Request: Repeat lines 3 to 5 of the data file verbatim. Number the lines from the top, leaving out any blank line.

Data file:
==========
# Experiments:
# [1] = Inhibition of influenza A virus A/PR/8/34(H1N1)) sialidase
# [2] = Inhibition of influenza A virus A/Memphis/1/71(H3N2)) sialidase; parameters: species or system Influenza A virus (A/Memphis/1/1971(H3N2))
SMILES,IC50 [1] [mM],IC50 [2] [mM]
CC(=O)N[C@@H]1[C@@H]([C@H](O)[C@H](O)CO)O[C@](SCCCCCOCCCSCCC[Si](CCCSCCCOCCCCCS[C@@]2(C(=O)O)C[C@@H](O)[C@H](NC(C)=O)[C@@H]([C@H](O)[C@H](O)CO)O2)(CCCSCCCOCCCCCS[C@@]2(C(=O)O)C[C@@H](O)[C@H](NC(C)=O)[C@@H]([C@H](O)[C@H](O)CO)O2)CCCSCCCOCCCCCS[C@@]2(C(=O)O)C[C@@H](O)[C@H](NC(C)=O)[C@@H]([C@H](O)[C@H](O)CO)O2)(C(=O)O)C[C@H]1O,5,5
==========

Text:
# [2] = Inhibition of influenza A virus A/Memphis/1/71(H3N2)) sialidase; parameters: species or system Influenza A virus (A/Memphis/1/1971(H3N2))
SMILES,IC50 [1] [mM],IC50 [2] [mM]
CC(=O)N[C@@H]1[C@@H]([C@H](O)[C@H](O)CO)O[C@](SCCCCCOCCCSCCC[Si](CCCSCCCOCCCCCS[C@@]2(C(=O)O)C[C@@H](O)[C@H](NC(C)=O)[C@@H]([C@H](O)[C@H](O)CO)O2)(CCCSCCCOCCCCCS[C@@]2(C(=O)O)C[C@@H](O)[C@H](NC(C)=O)[C@@H]([C@H](O)[C@H](O)CO)O2)CCCSCCCOCCCCCS[C@@]2(C(=O)O)C[C@@H](O)[C@H](NC(C)=O)[C@@H]([C@H](O)[C@H](O)CO)O2)(C(=O)O)C[C@H]1O,5,5